Neuroprotective effect of chrysin on isoniazid-induced neurotoxicity via suppression of oxidative stress, inflammation and apoptosis in rats

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Celik H., Küçükler S. , Çomaklı S. , Çağlayan C., Özdemir S. , Yardim A., ...More

NEUROTOXICOLOGY, vol.81, pp.197-208, 2020 (Journal Indexed in SCI) identifier identifier identifier

  • Publication Type: Article / Article
  • Volume: 81
  • Publication Date: 2020
  • Doi Number: 10.1016/j.neuro.2020.10.009
  • Title of Journal : NEUROTOXICOLOGY
  • Page Numbers: pp.197-208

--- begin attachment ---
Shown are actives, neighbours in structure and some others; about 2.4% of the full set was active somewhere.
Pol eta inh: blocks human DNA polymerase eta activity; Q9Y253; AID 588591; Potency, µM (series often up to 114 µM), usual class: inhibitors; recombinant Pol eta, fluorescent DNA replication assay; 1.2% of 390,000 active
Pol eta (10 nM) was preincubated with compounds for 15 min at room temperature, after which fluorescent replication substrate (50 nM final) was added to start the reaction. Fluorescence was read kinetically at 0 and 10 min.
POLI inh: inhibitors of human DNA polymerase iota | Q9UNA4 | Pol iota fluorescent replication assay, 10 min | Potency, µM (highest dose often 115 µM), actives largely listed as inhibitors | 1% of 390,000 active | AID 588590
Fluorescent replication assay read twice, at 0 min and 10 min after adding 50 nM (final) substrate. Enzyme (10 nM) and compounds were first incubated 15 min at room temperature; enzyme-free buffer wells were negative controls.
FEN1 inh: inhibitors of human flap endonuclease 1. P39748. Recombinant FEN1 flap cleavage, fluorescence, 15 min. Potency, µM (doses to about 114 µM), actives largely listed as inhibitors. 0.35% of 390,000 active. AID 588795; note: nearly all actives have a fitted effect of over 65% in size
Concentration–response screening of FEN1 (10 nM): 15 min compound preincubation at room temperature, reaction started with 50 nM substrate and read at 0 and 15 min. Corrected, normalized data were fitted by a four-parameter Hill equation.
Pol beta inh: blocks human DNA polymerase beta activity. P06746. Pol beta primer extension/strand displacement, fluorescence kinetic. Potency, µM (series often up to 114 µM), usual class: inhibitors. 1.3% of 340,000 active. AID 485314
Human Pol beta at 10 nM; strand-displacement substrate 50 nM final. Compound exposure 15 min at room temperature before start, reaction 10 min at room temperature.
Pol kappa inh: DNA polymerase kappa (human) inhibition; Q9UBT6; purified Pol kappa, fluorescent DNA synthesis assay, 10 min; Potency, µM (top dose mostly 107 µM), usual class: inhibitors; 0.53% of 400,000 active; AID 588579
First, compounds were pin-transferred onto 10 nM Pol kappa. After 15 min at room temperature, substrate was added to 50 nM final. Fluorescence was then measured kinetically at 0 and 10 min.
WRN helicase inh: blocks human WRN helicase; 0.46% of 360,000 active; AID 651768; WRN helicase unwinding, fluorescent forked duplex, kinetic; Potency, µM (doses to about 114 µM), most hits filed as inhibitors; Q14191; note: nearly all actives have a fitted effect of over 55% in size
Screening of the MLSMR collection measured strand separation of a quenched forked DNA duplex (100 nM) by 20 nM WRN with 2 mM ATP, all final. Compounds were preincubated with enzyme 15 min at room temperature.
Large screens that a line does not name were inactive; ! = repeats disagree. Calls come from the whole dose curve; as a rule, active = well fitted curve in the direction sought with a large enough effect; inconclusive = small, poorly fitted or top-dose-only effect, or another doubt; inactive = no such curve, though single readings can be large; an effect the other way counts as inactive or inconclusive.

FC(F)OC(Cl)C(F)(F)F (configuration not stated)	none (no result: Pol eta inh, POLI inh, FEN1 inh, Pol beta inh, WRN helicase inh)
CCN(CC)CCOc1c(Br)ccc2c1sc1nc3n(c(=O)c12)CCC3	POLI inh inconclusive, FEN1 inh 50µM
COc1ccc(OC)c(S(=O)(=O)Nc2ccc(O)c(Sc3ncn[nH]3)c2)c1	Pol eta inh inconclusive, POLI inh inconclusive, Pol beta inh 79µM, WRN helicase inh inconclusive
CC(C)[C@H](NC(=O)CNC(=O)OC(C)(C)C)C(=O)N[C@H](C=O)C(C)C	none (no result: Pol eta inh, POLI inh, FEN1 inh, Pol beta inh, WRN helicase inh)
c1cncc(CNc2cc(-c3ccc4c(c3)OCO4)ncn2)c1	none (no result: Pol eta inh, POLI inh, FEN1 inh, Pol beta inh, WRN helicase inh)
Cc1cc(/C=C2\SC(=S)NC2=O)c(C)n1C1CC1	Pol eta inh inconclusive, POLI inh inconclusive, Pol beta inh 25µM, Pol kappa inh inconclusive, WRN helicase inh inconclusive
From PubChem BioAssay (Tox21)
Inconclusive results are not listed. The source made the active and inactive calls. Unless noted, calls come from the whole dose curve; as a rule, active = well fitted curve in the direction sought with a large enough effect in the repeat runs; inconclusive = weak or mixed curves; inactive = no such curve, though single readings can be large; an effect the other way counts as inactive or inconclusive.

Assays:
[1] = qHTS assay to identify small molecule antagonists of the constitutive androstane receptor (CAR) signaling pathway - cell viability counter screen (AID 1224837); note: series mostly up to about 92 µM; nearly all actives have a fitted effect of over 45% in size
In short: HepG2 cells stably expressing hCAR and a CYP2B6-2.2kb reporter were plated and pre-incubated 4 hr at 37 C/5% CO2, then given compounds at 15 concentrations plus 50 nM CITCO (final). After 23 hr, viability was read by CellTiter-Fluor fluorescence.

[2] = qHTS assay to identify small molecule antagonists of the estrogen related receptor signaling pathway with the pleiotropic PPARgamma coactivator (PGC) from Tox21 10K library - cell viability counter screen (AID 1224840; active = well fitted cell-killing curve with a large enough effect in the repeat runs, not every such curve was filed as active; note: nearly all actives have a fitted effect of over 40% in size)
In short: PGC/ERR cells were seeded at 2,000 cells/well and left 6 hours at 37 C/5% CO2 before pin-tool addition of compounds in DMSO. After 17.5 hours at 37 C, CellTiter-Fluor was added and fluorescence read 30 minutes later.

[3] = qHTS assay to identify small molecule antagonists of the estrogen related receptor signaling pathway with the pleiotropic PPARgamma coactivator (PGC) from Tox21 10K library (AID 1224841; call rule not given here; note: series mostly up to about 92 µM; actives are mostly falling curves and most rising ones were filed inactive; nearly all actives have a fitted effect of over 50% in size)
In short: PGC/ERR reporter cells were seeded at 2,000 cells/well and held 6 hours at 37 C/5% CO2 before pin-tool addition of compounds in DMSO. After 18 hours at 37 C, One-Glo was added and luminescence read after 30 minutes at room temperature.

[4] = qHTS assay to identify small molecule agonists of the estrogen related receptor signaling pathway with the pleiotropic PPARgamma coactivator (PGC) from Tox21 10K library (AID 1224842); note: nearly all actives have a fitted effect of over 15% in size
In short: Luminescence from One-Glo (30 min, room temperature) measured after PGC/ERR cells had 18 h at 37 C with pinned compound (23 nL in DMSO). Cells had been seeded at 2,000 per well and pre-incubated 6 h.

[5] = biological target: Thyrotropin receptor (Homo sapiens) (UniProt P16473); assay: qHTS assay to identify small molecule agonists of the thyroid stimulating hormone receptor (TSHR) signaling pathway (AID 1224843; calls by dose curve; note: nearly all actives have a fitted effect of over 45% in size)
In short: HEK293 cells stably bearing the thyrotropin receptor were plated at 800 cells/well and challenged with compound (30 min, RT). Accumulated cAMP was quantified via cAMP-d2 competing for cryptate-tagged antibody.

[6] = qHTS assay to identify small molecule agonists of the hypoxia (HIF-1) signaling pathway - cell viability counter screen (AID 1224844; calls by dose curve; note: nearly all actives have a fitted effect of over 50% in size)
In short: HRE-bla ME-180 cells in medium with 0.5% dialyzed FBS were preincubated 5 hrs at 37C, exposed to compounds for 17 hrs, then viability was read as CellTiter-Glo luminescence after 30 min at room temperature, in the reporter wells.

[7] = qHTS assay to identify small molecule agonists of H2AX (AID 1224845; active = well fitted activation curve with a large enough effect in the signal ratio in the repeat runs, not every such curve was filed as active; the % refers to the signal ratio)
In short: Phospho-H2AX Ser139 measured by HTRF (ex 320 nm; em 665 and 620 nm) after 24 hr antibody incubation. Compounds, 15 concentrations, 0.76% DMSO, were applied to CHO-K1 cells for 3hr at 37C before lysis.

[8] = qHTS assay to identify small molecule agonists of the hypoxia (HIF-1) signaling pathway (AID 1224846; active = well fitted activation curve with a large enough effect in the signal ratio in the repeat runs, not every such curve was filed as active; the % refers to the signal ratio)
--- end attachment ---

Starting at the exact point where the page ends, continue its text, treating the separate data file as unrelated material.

Isoniazid (INH) is among the most important anti-tuberculosis agents widely prescribed. However, its clinical use is restricted due to its severe side effects associated with neurotoxicity. The aim of the present study was to investigate the neuroprotective effects of chrysin (CR), a natural antioxidant, against INH-induced neurotoxicity in rats. The rats were treated orally with INH (400 mg/kg body weight) alone or with CR (25 and 50 mg/kg body weight) for 7 consecutive days. INH administration significantly increased brain lipid peroxidation and resulted in a significant decrease in antioxidant biomarkers including superoxide dismutase (SOD), catalase (CAT), glutathione peroxidase (GPx) and glutathione (GSH). INH treatment also increased levels of nuclear factor kappa B (NF-kappa B), tumor necrosis factor-alpha (TNF-alpha), glial fibrillary acidic protein (GFAP) and activities of p38 alpha mitogen-activated protein kinase (p38 alpha MAPK) while decreasing levels of neural cell adhesion molecule (NCAM). Double immunofluorescence expressions of c-Jun N-terminal kinase (JNK) and Bcl-2 associated X protein (Bax) in brain tissues were increased after INH administration. Furthermore, INH increased mRNA expression levels of nuclear factor erythroid 2-related factor 2 (Nrf-2), heme oxygenase-1 (HO-1), NAD(P)H: quinone oxidoreductase 1 (NQO1), glutamate-cysteine ligase modifier subunit (Gclm), glutamate cysteine ligase catalytic subunit (Gclc), NF-kappa B, TNF-alpha, interleukin-1 beta (IL-1 beta), interleukin-6 (IL-6) and GFAP in rat brain tissues. Co-treatment with CR increased anti-oxidant capacity as well as regulated inflammation and apoptosis in brain. Additionally, molecular docking results showed that CR had the potential to interact with the active sites of TNF-alpha and NF kappa-B. In conclusion, CR improved INH-induced brain oxidative damage, inflammation and apoptosis, possibly through their antioxidant properties.